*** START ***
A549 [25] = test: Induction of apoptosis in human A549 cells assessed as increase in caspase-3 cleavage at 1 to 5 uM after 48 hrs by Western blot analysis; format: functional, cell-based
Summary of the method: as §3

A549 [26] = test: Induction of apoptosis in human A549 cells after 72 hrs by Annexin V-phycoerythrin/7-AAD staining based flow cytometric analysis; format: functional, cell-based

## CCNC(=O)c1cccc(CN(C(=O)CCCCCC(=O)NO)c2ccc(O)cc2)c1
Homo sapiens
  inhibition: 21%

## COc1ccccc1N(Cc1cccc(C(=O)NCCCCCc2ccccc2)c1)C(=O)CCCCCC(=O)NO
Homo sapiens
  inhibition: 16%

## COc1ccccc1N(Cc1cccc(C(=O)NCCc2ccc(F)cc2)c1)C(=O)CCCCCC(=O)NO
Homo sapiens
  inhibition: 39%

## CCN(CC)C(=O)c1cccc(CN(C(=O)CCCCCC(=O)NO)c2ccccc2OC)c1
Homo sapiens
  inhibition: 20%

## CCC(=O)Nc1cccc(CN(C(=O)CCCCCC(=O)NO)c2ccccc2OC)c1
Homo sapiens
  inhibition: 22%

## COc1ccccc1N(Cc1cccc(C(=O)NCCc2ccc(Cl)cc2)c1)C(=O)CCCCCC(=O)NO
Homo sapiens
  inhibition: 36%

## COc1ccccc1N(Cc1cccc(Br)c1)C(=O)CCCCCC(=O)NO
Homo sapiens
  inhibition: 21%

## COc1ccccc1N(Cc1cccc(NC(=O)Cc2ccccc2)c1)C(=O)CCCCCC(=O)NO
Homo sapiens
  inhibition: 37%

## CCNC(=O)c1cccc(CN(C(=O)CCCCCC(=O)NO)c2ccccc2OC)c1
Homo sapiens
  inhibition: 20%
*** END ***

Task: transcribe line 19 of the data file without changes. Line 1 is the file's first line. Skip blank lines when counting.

## COc1ccccc1N(Cc1cccc(C(=O)NCCc2ccc(Cl)cc2)c1)C(=O)CCCCCC(=O)NO